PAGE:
Anatomy of a Festival Badge: Ann Arbor 2008

Part of an ongoing series of articles that examines the particulars of that ubiquitious festival accessory, the all-important badge.

picAs befits a festival that constantly defies expectations but never forgets its small-town roots, the Ann Arbor Film Festival badge is simple and understated but functional.

#1 - Plastic badge keeper, open at the top. Perfect for stashing some extra business cards. The badge itself is about the size of a credit card.

#2 - Badge holder's name and affiliation in nice big type. Perfect for scoping out the name of the person you were introduced to last night after a few beers. Nice use of the clock hand theme to divide the two lines of text.

#3 - Color coding identifies the badge level/type. Staff wore yellow, I think red was for all-access? Paper types were unusual enough to discourage counterfeiting, but Ann Arbor is so intimate a festival that it's difficult to believe that the staff didn't know pretty much all of the badge holders on sight. I'm guessing they've got more important things on their collective mind than the occasional photocopied badge.

#4 - The clock motif (ticking off the years until their 50th anniversary event) was present on the festival's signage, program guides, posters, and of course the badge. It's always nice to see badge design extend to more than just the festival logo plastered on an otherwise generic ID badge. (See the Newport Beach FF badge for another example of good branding.)

The AAFF badge was about what I expected from the organization; not too fancy but stylish, professional, and functional. I'm a fan of big, easy-to-read badges but this modestly sized ID card did the job without getting in the way. I didn't take a picture of the reverse side of the badge so I don't think there was any information there. My only suggestion for improvement is that they might have included venue addresses or other handy information (like the location of the Fleetwood Diner, the only eating establishment open after the bars close) on the back.

Anatomy of a Film Festival Badge - Newport Beach 2007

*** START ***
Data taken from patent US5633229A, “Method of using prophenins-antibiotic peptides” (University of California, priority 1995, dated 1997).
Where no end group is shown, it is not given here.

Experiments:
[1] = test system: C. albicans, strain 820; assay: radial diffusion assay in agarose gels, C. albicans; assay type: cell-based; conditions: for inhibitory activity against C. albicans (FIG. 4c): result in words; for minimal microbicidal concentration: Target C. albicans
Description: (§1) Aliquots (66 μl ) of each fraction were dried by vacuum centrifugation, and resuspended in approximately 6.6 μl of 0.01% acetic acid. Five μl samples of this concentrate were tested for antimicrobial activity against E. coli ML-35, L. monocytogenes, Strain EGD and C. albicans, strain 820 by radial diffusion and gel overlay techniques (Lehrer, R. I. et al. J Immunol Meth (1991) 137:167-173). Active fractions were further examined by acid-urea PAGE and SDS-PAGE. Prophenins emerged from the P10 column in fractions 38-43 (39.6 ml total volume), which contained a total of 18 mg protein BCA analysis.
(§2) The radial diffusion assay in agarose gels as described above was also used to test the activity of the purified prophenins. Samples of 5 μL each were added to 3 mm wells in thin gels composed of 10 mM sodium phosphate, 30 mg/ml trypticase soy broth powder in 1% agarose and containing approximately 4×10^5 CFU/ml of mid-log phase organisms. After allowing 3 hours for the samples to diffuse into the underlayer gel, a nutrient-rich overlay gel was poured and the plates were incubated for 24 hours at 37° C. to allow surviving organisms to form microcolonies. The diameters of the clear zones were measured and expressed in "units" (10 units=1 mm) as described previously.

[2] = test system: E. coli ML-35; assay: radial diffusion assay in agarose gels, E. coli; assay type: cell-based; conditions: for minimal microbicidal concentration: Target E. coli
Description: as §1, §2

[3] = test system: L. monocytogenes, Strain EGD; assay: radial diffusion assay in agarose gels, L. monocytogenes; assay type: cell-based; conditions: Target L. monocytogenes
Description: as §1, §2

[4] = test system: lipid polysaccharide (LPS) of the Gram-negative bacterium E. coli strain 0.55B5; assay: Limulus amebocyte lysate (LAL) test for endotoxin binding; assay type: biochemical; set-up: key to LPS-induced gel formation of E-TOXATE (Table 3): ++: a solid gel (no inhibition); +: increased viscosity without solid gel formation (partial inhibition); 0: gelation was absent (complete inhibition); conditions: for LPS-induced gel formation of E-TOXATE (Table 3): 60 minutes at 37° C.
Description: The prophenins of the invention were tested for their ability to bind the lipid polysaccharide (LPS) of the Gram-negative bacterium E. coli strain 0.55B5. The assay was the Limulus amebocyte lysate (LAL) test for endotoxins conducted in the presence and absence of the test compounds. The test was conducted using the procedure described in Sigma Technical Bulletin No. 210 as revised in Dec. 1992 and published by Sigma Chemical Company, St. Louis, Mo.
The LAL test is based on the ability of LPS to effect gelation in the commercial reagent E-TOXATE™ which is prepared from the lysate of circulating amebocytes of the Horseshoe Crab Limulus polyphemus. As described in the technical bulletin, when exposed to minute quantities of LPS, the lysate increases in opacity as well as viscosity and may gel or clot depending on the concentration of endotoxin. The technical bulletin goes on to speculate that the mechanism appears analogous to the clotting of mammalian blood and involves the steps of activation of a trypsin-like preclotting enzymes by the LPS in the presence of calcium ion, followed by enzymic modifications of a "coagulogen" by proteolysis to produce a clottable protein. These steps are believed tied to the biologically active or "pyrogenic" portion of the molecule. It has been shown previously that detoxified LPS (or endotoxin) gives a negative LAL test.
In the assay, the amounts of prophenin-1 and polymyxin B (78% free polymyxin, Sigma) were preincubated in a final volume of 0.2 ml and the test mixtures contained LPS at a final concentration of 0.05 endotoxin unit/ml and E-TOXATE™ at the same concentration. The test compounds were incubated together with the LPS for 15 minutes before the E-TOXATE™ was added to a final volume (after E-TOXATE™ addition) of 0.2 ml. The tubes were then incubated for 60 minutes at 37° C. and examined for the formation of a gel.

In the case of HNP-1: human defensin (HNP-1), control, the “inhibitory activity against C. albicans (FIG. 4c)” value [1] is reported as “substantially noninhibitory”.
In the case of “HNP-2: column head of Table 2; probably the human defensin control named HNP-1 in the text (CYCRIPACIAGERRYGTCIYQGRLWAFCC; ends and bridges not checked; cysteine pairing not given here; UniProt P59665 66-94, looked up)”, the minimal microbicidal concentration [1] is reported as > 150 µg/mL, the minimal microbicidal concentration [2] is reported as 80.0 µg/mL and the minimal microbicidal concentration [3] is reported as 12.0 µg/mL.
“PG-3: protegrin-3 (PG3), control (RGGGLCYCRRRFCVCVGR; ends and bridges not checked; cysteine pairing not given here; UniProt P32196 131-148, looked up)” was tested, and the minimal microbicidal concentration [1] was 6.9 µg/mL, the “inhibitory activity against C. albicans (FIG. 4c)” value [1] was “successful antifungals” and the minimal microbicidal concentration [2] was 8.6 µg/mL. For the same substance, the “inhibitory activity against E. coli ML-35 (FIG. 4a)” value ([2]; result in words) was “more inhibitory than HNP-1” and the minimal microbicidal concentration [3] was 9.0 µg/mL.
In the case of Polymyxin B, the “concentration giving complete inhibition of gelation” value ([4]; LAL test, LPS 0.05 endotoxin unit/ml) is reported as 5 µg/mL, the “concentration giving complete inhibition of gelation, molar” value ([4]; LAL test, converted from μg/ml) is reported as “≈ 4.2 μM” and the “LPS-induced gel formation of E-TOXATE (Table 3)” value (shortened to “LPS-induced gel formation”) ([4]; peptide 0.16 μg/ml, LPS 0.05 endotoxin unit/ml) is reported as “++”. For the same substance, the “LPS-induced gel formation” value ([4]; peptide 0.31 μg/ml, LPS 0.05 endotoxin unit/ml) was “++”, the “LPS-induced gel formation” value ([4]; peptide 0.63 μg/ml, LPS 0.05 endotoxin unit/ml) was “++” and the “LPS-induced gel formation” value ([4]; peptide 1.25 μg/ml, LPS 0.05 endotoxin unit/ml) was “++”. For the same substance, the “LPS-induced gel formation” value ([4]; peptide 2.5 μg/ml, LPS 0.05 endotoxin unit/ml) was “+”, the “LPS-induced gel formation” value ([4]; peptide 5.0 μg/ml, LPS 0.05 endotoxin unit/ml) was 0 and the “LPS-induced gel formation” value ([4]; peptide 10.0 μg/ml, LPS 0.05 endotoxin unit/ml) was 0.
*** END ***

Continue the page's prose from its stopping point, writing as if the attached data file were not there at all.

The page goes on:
Part of an ongoing series of articles that examines the particulars of that ubiquitious festival accessory, the all-important badge.


#1 - With this big (4.5 x 6.5 inch) badge plastered on your chest, there's no mistaking which festival you're attending, or what the dates are. I really like the date written into the sand -- someone really thought about bringing all the elements of the badge together. A badge this large could have supported much more information but the festival directors keep it simple and reveal that their primary focus is on branding and style rather than identity exchange or counterfeit prevention. There's really no reason you couldn't just loan your badge to a friend, and I get the feeling that the organizers have more important things to worry about, which is refreshing.

#2 - Badges are color coded by type - blue for VIPs, aqua for Industry, purple for Filmmakers, orange for Volunteers, etc. That makes it really easy to spot the kinds of people you're looking for, even if you can't "badge-peep" to find out who they are at a glance. (See #3.)

#3 - The section where one might expect to find an attendee's name instead displays their badge type. You can tell if someone is a filmmaker or industry type, but their name remains a mystery. You have to do it the old-fashioned way: introduce yourself. At least you're given some clues as to how to start the conversation. ("Which film is yours?")


#4 - The back of the badge is devoted to information, beginning with a listing of which events the badge will get you into. Sorry, you can't bluff your way past the bouncer by claiming that you bought that badge thinking it would get you into the opening night party -- the details are bumping against your tie-tack. I also like the fact that the procedures for attending screenings are also included.